Indiana offense catching on quickly #iufb

The game changed and Nate Sudfeld knew what he wanted.

After Indiana scored on its first offensive series Saturday, SIU switched its look. The Salukis were lining up differently and the film the Hoosiers viewed to prepare for the season opener didn’t cover everything they needed. IU’s game plan suddenly needed a tweak, but Sudfeld didn’t panic, nor did he wait for anyone else to call for an adjustment.

He simply marched over to Indiana coach Kevin Wilson and told him what needed to happen next.

“He was talking to the coaches about that, just trying to find out the different coverages and how to beat them,” receiver Ricky Jones said. “They came in with a different type of defense than we had seen previously, but Nate’s very smart. That’s why I think he’s going to play very long on Sundays.”

In previous seasons, Sudfeld would’ve hesitated before taking such a direct approach with his superiors. But the early inconsistencies of last season’s offense provided an important lesson for Indiana’s skill players.

Nothing good comes from complacency.

A year ago, Sudfeld has admitted, Indiana failed to start the season with a proactive approach to offense. The Hoosiers waited for great plays and big moments to happen simply because they were coming off a prolific 2013 season.

Indiana entered the 2015 campaign with a different outlook.

“We came from the big-time dudes like Cody Latimer, then (in 2014) we just kind of felt that we were so great,” Jones said. “But we got serious this off-season and took things way more serious than we did the year before. We built more confidence and I think we got better as a receiving corps. We connected with Nate and a couple other quarterbacks better this year.”

And as Indiana’s defense stumbled in its 2015 debut, the offense resembled its former self.

There was balance, but there were also flashes of brilliance from individual groups. Jordan Howard and Devine Redding combined for 202 yards, while Sudfeld’s 349 passing yards were the second most of his career. Since Wilson arrived for the 2011 season, IU has rushed for 200 yards 22 times and passed for 300 yards on 16 occasions.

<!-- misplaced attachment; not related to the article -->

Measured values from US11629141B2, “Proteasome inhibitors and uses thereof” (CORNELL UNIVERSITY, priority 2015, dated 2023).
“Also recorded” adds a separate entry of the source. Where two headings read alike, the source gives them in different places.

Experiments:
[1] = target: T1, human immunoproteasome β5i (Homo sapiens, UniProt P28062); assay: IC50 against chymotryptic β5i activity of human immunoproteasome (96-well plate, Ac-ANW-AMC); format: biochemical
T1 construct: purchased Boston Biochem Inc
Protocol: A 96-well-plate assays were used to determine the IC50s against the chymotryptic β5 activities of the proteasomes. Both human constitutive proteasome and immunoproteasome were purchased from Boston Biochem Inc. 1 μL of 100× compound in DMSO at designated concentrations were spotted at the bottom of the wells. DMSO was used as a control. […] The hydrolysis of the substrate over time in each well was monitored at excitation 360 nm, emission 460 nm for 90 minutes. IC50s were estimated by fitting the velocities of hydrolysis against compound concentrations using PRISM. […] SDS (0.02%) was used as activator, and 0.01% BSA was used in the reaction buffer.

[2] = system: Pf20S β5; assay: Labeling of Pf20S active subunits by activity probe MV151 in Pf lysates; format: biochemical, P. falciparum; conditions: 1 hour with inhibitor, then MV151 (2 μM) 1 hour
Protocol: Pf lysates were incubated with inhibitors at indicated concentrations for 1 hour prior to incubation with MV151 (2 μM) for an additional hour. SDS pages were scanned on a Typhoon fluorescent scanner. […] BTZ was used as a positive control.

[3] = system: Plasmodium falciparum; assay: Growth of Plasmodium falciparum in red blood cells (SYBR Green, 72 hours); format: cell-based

Wilson credited Sudfeld after the game for being direct with the coaching staff and demanding the plays and adjustments he felt comfortable switching. Indiana managed only nine yards on seven plays over its second and third possessions Saturday, but from there, the Hoosiers scored on seven of their next 10 drives.

While Indiana needed every one of those scoring drives to squeak past the Salukis, offensive coordinator Kevin Johns said the urgency of the offense wasn’t a product of the defensive struggles so much as it was part of IU’s natural approach to scoring quick and scoring often.

“We always feel that way,” Johns said. “We expect to score every time we have the ball. Our goal is to be the No. 1 offense in this league. For us to do that, we have to score a lot of points.”

After one week, Indiana’s 595 total yards are good enough to lead all Big Ten teams. Jones, meanwhile, leads all Power 5 conference receivers after his career-best day of 186 yards and a touchdown.

Jones, a redshirt junior who had only four catches for 60 yards in his career entering Saturday, was the feel-good story of an otherwise uneven victory. Jones has been viewed as a breakout performer since the spring, and finally followed through in the opener.

“Ricky’s the man,” Sudfeld said. “This is what I’ve seen all camp. We’ve been connecting like this since summer. Really, in spring ball, we were connecting like this, too. It was cool to have him get out there, do what he’s shown in practice and do it on the big state. It’s only the beginning for him. He’s going to have a really big year.”

Indiana, as a whole, clearly wants the same.